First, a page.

Ryerson Station State Park Plans for Restoration

Ryerson Station State Park, located in southwest Pennsylvania, is undergoing a “Re-Vision” process to plan for the future of the park, and the Department of Conservation and Natural Resources (DCNR) is getting the public involved to make it an “exceptional park”. LandStudies, partnered with Murphy and Dittenhafer, Inc., has also been an integral part of the planning, as we recently completed a feasibility study to restore the stream and floodplain system on the property and are moving onto the next steps for the project in 2018.


Ryerson Station State Park consists of 1,164 acres and features a swimming pool, campground, hiking, fishing, picnicking, and winter activities such as cross-country skiing, skating, snowmobiling, and sledding. North Fork Dunkard Fork (NFDF) is a stream that flows approximately 9,200 feet through the park and is designated as a trout stocked fishery. Many visitors to the park would have never known NFDF flowed through the park, as much of it was inundated under the 62-acre Duke Lake until the dam was lowered in 2005.

Following the lowering of the dam, the NFDF stream channel became highly unstable, which was caused by years of accumulated sediment in the former lake bottom. To date, banks of five to six feet in height and bank failures are common along the channel of NFDF. Because of this channel instability, large accumulations of fine sediment and excessive nutrients (i.e. nitrogen and phosphorus) contained within the soil are introduced into the stream channel, which increases the cloudiness of the water, lowers water quality, negatively affects the existing aquatic habitat within the park and in the downstream watershed, and affects recreational opportunities.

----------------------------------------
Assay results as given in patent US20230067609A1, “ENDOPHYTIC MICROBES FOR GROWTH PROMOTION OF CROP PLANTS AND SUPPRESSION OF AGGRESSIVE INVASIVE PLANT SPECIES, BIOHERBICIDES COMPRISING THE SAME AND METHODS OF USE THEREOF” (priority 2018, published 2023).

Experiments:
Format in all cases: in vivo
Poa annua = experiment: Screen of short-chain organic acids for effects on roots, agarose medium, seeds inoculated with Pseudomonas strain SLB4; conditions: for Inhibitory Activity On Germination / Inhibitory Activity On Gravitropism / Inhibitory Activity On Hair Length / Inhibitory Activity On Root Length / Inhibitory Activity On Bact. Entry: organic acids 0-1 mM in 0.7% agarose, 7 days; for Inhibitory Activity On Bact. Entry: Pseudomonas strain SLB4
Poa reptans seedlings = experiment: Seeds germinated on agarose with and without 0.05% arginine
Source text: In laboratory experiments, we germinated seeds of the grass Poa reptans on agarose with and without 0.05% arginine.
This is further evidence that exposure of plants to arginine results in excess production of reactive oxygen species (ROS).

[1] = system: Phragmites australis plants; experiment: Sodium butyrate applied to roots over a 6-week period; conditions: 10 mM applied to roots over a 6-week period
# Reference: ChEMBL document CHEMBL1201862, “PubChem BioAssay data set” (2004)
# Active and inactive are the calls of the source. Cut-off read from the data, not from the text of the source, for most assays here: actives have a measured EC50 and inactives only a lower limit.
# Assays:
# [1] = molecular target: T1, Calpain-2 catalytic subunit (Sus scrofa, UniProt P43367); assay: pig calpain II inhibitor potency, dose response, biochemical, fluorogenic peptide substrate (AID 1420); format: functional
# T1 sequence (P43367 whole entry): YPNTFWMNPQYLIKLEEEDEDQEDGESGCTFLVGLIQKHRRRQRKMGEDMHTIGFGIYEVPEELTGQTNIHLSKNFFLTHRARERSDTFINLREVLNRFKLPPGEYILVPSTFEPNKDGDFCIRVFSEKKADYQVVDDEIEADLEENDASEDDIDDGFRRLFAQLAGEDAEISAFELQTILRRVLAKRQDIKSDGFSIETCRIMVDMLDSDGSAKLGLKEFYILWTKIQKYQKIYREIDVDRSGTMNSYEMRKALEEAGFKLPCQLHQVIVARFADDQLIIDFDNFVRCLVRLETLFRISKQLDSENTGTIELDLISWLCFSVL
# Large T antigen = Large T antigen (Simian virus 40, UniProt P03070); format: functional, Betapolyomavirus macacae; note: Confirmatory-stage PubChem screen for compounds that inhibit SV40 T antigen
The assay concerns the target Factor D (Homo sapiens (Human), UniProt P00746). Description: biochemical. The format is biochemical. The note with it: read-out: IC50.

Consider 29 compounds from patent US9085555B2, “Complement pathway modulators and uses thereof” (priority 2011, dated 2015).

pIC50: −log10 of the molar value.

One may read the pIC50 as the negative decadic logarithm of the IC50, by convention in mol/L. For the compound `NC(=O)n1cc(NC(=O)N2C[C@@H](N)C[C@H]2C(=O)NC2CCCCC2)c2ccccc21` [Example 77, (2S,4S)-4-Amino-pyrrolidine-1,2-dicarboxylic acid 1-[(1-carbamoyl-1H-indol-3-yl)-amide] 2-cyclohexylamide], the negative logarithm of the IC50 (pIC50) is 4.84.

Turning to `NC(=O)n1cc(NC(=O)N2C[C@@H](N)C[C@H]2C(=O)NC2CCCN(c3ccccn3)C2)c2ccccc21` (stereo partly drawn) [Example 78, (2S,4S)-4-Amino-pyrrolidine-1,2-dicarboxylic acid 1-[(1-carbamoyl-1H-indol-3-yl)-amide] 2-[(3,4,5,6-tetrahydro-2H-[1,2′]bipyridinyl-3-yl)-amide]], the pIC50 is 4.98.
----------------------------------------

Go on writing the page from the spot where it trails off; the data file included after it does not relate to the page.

The Feasibility Study

The results of the study show that the stream system and associated tributaries can be restored to a stable configuration that will eliminate the pollution issue, greatly improve the ecology and habitat associated with the stream system, and enhance recreation opportunities.

The following benefits will occur by restoring the floodplain and stream:

  • Improved stability of the stream system by reducing/eliminating bank erosion and stream bed degradation
  • Improved water quality by reducing bank erosion, increasing the potential for de-nitrification, and allowing sediment and nutrients to deposit on the floodplain instead of being transported within the channel
  • The re-introduction of floodplain wetlands that are linked to the water table that will provide increased nutrient uptake and can also store and treat storm flows
  • Increased flood flow storage and infiltration opportunities in the floodplain
  • Improved aquatic and terrestrial riparian habitat
  • Improved recreation access, increased in-stream fish habitat, and increased angling opportunities

Next Steps

The next phase of the project involves extensive site analysis, the study of alternatives, and preliminary design. This phase brings important elements of the project together so the alternatives can be reviewed by DCNR and other stakeholders to determine the best path forward to achieve the goals and objectives for the park. The evaluation of alternatives gives DCNR the ability to better predict project outcomes and schedule, ensures effective use of state resources, and reduces project risk.

The community around Ryerson Station State Park, as well as the myriad visitors from further afield, have been waiting many years for their park to seem whole once more. With the completion of this stream restoration project, they will gain valuable recreation and ecological opportunities.

Design and engineering is scheduled to be completed in 2018 to enable construction to commence in 2019. More information about “Re-Vision Ryerson Station State Park” can be found here.

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